Discrimination, historical loss and enculturation: Culturally specific risk and resiliency factors for alcohol abuse among American Indians

Leslie B Whitbeck, Xiaojin Chen, Danny R Hoyt, Gary W. Adams

Research output: Contribution to journalArticle

168 Citations (Scopus)

Abstract

Objective: This report investigates the effects of discrimination, historical loss and enculturation on meeting diagnostic criteria for 12-month alcohol abuse among American Indians who share a common culture in the upper Midwest. We introduce an empirical measure of historical loss and hypothesize that historical loss will mediate the effects of discrimination on meeting 12-month diagnostic criteria for alcohol abuse. We also hypothesize that enculturation will be negatively associated with 12-month alcohol abuse and mediate or moderate the effects of discrimination. Method: A sample of 452 (351 women) American-Indian parents/caretakers (mean age: women = 39 years, men = 42 years) of children ages 10 to 12 years participated in diagnostic interviews for lifetime and 12-month alcohol abuse. The subjects' perceptions of discrimination, historical loss and enculturation were also measured. Structural equation modeling was used to evaluate direct and potential mediating effects of latent constructs of enculturation (a resiliency factor) and historical loss (a risk factor) on the relationship between discrimination and meeting criteria for 12-month alcohol abuse. Results: Historical loss mediated the effects of discrimination on 12-month alcohol abuse among women. Enculturation neither mediated nor moderated the effects of discrimination but had an independent negative effect on alcohol abuse. In a combined model comprising both enculturation and historical loss, the effects of discrimination on 12-month alcohol abuse were mediated. Conclusions: This study presents important new evidence that historical loss affects American-Indian alcohol abuse. It also provides evidence for the resiliency effects of enculturation on alcohol abuse.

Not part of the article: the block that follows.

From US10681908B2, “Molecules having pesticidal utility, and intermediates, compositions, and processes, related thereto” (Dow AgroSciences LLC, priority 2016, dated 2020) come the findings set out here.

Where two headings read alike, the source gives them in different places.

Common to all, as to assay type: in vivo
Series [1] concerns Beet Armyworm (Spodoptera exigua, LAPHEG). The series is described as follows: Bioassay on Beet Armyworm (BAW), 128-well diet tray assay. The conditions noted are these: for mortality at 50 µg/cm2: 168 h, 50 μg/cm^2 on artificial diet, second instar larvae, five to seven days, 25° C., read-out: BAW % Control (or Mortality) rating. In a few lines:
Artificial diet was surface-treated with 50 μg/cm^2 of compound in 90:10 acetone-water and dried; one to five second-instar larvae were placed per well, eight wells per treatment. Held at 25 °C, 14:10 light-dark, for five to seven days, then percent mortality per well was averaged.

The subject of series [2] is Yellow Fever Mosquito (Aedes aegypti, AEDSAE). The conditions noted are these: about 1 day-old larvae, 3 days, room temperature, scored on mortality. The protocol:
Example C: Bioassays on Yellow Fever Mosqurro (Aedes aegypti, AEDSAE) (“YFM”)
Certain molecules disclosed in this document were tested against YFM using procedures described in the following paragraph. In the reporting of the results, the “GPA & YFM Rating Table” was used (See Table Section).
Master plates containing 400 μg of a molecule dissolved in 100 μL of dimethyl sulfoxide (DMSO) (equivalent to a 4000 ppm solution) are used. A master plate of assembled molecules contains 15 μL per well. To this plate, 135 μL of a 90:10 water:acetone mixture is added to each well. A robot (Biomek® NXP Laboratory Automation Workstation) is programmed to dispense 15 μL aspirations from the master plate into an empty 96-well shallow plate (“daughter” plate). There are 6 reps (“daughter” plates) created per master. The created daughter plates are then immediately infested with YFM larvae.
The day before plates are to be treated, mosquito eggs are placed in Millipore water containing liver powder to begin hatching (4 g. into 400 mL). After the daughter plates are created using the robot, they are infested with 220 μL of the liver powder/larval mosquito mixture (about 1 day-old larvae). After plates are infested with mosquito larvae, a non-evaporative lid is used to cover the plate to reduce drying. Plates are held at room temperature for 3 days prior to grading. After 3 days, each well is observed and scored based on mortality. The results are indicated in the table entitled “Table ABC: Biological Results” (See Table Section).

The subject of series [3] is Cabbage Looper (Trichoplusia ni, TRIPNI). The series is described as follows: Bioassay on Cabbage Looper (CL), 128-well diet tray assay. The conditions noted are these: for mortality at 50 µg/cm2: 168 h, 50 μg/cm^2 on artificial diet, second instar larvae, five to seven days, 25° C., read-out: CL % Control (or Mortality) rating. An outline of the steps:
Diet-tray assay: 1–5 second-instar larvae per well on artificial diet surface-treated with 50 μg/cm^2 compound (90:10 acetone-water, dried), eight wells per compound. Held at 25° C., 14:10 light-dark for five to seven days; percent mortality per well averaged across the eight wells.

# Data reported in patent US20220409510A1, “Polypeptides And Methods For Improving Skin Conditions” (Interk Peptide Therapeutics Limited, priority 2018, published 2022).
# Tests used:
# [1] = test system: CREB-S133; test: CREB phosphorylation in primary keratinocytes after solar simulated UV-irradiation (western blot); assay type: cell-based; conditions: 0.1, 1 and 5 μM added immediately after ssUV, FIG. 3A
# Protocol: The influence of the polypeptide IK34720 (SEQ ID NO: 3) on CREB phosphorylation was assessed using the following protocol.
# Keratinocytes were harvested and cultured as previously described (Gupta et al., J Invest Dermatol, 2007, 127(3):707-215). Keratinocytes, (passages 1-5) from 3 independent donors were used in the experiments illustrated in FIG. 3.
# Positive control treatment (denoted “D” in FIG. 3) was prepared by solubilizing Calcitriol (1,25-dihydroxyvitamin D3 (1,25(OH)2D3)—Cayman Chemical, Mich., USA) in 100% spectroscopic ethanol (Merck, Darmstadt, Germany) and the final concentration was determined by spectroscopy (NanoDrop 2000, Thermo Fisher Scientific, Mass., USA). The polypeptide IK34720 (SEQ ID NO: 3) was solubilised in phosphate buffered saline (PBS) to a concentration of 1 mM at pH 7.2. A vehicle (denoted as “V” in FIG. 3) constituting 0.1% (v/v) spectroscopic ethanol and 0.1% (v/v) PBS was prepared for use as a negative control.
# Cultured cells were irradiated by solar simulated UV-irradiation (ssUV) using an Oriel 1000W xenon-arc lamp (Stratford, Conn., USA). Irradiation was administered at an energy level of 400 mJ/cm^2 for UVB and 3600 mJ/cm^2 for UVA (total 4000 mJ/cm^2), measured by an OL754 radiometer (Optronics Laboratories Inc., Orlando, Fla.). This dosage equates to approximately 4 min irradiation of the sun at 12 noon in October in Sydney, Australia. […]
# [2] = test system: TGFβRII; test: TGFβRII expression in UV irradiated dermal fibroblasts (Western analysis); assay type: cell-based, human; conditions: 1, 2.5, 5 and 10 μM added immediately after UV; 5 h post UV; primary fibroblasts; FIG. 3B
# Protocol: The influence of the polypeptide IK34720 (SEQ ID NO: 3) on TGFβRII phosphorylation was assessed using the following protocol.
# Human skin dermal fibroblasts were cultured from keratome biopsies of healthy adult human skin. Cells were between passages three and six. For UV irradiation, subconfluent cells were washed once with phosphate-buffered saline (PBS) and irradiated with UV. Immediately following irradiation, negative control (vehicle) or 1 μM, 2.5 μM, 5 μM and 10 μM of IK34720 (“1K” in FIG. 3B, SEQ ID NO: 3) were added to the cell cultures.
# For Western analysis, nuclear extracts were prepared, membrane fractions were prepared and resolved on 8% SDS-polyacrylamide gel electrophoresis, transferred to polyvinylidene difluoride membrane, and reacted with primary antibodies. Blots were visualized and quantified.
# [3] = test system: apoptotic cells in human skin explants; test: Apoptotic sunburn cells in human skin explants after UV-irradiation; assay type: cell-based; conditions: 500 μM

Original languageEnglish (US)
Pages (from-to)409-418
Number of pages10
JournalJournal of Studies on Alcohol
Volume65
Issue number4
StatePublished - Jul 1 2004

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enculturation
North American Indians
American Indian
Alcoholism
discrimination
abuse
alcohol
Alcohols
diagnostic
evidence
parents
Parents
Interviews

ASJC Scopus subject areas

  • Medicine (miscellaneous)
  • Social Sciences(all)
  • Psychology(all)

Cite this

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title = "Discrimination, historical loss and enculturation: Culturally specific risk and resiliency factors for alcohol abuse among American Indians",